Recently, two medical professionals were interviewed where they discussed their recommendations for the guidelines pertaining to managing psoriatic arthritis.
Psoriatic arthritis is a type of inflammatory arthritis that occurs in some patients with psoriasis. It can affect any joint in the body and can lead to joint damage. The condition’s characteristic symptom is the development of red patches of skin topped with silvery scales.
Most people develop psoriasis first and are later diagnosed with psoriatic arthritis, but the joint issues can develop before skin lesions appear.
Psoriatic arthritis can affect joints on one or both sides of the body. Signs and symptoms of psoriatic arthritis often resemble those of rheumatoid arthritis.
- Development of red patches of skin topped with silvery scales
- Generalized fatigue
- Tenderness, pain, and swelling over tendons
- Swollen fingers and toes that look like sausages
- Stiffness, pain, throbbing, swelling, and tenderness in one or more joints
- A reduced range of motion
- Morning stiffness and tiredness
- Nail changes — for example, the nail separates from the nail bed and/or becomes pitted and mimics fungus infections
- Redness and pain of the eye, such as conjunctivitis
The cause of psoriatic arthritis is not entirely known. 40% of those diagnosed with the condition have a family member with psoriasis or arthritis, suggesting genetics may play a role.
Psoriatic arthritis can also result from an infection that activates the immune system. While psoriasis itself is not infectious, it might be triggered by a streptococcal throat infection, commonly known as strep throat.
No cure for psoriatic arthritis exists, so the focus is on controlling symptoms and preventing damage to your joints. These treatments include:
- Disease-modifying antirheumatic drugs
- TNF-alpha inhibitors
Steroid injections and joint replacement surgery are other options.
John Tesser, MD
John Tesser, MD, is a Rheumatology Specialist at the Arizona Arthritis & Rheumatology Associates in Phoenix, Arizona. In the interview, he pointed out that there are a number of differences between American guidelines and European guidelines. For example, the American guidelines call for using disease-modifying anti-rheumatic drugs (DMARD’s) when there is only a light amount of disease. If there is more than that, however, they call for a tumor necrosis factor (TNF) over an IL (interleukin)-17 and furthermore an IL-17 over an IL-23 . On the other hand, the European guidelines skip past all of that and dive straight into using a TNF before trying out any conventional therapy or DMARD’s.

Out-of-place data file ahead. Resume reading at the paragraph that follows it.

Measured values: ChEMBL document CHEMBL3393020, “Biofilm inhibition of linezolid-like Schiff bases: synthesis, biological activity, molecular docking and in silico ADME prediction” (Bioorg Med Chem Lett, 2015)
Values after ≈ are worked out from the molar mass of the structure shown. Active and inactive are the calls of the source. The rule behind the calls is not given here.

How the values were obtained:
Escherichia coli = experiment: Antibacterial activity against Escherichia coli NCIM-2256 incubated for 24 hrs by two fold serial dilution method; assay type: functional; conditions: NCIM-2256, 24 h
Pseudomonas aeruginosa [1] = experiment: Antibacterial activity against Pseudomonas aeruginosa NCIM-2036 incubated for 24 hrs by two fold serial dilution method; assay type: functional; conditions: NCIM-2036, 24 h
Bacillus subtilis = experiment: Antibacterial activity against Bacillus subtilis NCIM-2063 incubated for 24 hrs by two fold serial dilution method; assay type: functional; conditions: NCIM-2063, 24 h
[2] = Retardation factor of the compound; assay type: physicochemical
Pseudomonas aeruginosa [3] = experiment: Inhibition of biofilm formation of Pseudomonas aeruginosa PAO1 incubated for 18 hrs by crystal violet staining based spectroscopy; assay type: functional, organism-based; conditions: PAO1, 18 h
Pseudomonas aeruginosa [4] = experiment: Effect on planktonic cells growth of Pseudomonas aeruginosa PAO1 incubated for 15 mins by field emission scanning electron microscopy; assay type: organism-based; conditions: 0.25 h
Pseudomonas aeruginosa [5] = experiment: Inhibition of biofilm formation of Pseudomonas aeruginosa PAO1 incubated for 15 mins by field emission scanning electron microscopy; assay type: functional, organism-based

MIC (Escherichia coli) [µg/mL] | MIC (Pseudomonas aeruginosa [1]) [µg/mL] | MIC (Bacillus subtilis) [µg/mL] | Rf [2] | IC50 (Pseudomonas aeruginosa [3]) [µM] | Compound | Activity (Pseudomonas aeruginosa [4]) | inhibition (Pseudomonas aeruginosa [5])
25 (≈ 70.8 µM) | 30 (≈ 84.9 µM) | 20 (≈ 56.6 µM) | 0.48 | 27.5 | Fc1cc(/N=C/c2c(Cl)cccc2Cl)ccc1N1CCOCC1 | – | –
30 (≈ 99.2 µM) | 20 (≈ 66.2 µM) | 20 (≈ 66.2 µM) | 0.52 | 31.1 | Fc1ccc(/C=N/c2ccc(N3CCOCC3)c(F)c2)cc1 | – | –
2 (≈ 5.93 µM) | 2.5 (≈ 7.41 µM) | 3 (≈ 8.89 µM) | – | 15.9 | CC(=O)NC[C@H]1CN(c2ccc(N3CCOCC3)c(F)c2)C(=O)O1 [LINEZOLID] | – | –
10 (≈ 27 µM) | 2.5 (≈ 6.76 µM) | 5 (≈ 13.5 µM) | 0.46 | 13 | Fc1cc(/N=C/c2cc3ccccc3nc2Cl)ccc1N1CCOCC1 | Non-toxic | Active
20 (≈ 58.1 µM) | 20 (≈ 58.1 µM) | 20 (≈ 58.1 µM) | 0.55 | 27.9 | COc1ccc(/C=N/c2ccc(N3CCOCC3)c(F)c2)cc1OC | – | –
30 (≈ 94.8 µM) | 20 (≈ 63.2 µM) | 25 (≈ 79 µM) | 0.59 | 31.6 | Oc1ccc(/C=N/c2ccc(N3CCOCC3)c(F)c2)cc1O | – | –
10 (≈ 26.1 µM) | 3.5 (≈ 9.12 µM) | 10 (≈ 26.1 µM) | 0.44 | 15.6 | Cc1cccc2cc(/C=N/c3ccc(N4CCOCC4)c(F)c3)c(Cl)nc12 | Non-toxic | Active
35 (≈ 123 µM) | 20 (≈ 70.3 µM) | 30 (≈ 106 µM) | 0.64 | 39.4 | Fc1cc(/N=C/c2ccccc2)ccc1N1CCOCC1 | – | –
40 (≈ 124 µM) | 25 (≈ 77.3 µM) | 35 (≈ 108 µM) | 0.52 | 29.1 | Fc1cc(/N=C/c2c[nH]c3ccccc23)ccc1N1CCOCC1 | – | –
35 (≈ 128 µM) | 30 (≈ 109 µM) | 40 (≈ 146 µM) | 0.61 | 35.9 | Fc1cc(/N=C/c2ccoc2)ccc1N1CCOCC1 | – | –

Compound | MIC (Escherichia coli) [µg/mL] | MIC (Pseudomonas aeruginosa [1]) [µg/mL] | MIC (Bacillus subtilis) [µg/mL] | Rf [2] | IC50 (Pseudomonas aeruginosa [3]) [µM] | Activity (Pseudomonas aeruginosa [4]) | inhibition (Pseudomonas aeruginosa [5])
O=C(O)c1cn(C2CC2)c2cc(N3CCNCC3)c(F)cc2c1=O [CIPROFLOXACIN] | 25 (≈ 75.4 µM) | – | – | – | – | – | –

Tesser does identify that both guidelines highlight the importance of functionality when deciding on what therapies are best for the patient. In addition, the European guidelines determine treatment through the amount of joints and what joints are affected. For patients who only have one or a few joints involved, a lighter treatment will be used. However, if the patient has one or two joints that are vital for functionality, such as ones involved in the wrist or elbow, then the disease will be considered more severe and would require heavier treatment.
Nehad Soloman, MD
Nehad Soloman, MD, is a Rheumatology Specialized located at the Arizona Arthritis & Rheumatology Associates. Soloman’s views on the varying guidelines focus on skin. He pointed out that when people think of peripheral arthritis, they think of swelling of the fingers, inflammation of tendons and ligaments, and spinal involvement. Due to this, it is assumed that medical professionals will focus on topical agents or milder treatments.
In spite of that, Soloman stresses that the severity of the involvement is looked at too. This means that doctors will look at the surface area of the affected body surface to determine the involvement and thus severity. The more severe, the more aggressive the treatments will need to be.
Soloman also discussed the complications that come with the addition of other disease. If the patient has inflammatory bowel disease, then it might mean the patient would most benefit from combination therapy. Also, if a patient has iritis or uveitis, then TNF agents may be more beneficial to use. His response is saying that there cannot be one single way or single guideline to treat patients with rheumatoid arthritis, and that allows rheumatology professionals to focus more on each patient individually and what they need.